Technically, this is not a young adult book, but it falls into that rather large expanse of books that are written with adults as the target audience but which are enjoyed by teenagers as well, particularly since most of the book features a sixteen-year-old Kirk. With the new Star Trek movie coming out to rave reviews, I suspect that many people may feel motivated to track down other incarnations of a rebellious teenaged Kirk.
James T. Kirk is sixteen and a troublemaker. His innate leadership is strong, but he constantly misuses the trust and loyalty of his friends. Desperate to convince his son that responsibility and hard work are important qualities, George Kirk brings Jimmy along on the maiden voyage of the Enterprise, a mission intended to simply test out the top-secret vessel’s engines. But when a group of Star Fleet members takes a shuttle down to visit a plant, things start to go wrong. They are attacked by pirates, and must fight to save their own lives. Meanwhile, on the pirate ship one of the key pirates is a technological genius who is also a teenager. Parallels between James and the pirate are inevitable, and Jimmy can’t help seeing the differences between the brave and resourceful Star Fleet commanders and the whining self-centered pirates.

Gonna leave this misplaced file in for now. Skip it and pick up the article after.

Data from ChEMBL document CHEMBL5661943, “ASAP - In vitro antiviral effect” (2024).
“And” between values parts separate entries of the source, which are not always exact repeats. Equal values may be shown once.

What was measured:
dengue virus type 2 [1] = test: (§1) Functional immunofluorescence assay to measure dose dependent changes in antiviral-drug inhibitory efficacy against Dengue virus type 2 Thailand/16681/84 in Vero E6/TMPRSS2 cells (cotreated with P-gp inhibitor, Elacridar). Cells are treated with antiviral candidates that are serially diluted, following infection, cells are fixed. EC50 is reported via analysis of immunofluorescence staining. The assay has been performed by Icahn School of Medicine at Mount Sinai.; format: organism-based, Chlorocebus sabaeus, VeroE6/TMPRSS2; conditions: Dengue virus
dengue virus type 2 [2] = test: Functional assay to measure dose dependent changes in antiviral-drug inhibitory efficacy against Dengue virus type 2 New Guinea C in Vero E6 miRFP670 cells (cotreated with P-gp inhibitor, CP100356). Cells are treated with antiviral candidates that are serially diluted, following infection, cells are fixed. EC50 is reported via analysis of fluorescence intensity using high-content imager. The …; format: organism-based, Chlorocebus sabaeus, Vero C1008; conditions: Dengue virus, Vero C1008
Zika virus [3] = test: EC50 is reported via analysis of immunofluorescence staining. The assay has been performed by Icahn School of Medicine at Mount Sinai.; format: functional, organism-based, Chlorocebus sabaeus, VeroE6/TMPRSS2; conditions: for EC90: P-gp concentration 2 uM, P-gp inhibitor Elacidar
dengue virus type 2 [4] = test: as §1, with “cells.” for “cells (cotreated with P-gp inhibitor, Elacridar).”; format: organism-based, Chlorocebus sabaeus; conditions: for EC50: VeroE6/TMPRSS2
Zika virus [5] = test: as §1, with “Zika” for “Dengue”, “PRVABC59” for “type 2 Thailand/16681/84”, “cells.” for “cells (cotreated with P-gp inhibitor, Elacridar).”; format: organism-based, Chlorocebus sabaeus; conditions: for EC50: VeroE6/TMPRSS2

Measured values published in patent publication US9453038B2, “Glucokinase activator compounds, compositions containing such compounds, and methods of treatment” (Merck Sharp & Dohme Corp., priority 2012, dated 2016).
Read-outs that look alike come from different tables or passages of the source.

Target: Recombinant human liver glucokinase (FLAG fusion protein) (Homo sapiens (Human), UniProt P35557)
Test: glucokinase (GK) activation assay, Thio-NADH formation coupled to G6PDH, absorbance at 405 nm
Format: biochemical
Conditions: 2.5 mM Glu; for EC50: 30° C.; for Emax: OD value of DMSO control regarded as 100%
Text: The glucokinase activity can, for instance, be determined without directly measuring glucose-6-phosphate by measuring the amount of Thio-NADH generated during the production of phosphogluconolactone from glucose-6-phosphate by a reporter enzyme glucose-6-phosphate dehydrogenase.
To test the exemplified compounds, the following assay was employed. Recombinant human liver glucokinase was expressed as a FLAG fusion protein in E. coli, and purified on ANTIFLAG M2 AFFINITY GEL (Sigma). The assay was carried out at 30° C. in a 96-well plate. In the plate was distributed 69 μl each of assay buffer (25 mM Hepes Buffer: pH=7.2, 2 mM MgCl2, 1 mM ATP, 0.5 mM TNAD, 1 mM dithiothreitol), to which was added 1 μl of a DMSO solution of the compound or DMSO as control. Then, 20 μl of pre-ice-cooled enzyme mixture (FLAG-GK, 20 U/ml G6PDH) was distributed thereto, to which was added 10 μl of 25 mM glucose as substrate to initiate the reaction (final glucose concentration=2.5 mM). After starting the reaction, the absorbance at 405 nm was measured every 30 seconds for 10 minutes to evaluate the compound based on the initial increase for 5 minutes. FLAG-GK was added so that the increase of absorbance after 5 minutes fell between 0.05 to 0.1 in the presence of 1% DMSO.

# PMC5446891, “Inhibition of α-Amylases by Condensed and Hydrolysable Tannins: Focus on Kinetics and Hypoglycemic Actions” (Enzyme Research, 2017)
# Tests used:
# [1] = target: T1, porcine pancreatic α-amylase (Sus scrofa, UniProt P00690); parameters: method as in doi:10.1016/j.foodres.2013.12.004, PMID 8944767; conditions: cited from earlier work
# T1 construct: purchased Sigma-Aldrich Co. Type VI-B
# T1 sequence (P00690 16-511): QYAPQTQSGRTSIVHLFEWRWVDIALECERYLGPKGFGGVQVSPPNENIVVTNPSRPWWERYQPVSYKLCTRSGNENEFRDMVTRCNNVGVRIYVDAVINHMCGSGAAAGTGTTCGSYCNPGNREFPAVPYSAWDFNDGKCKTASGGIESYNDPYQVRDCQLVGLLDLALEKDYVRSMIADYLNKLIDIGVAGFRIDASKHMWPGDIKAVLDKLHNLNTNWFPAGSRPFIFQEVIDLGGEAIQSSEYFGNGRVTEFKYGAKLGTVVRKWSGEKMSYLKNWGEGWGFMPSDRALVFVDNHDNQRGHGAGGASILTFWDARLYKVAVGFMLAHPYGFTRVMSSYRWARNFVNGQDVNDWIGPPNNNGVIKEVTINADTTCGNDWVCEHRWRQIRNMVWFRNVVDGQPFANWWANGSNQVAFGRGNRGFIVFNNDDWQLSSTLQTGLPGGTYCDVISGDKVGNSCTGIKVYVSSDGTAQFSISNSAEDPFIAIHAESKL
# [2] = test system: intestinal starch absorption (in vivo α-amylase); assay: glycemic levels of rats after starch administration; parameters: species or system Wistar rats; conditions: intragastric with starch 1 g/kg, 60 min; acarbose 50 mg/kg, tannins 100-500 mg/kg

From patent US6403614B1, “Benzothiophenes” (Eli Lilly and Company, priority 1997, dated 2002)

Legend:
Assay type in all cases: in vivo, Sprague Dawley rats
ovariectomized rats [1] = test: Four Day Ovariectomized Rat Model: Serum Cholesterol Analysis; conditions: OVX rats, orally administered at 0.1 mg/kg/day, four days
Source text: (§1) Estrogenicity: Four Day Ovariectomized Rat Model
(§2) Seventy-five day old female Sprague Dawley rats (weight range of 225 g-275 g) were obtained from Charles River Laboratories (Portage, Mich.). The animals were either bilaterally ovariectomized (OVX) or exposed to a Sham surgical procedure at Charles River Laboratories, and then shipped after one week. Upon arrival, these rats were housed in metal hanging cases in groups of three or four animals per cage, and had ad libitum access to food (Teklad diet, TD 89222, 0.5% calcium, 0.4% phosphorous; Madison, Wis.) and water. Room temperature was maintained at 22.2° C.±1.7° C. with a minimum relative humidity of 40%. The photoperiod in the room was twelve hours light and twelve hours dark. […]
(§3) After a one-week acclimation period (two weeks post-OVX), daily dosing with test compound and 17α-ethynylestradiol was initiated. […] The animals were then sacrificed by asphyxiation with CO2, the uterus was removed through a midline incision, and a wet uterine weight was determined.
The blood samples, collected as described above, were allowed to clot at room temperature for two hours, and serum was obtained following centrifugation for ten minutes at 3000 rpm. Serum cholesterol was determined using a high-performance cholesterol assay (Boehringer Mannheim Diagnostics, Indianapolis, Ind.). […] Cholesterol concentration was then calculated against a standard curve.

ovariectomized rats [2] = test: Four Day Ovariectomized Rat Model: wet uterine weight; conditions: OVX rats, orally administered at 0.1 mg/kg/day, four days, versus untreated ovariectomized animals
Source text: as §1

There is a fair amount of action in this book, as well as introspection. Although it differs significantly from the movie version of events (which, after all, take place in an alternate universe), it does feature a rebellious, and often sullen, Jimmy Kirk, and the ways in which his attitude is slowly changed. The book is framed with the adult Kirk being reminded of his youth by current events, allowing the author to end with information about how all of the main characters fared after the tumultuous events of the past.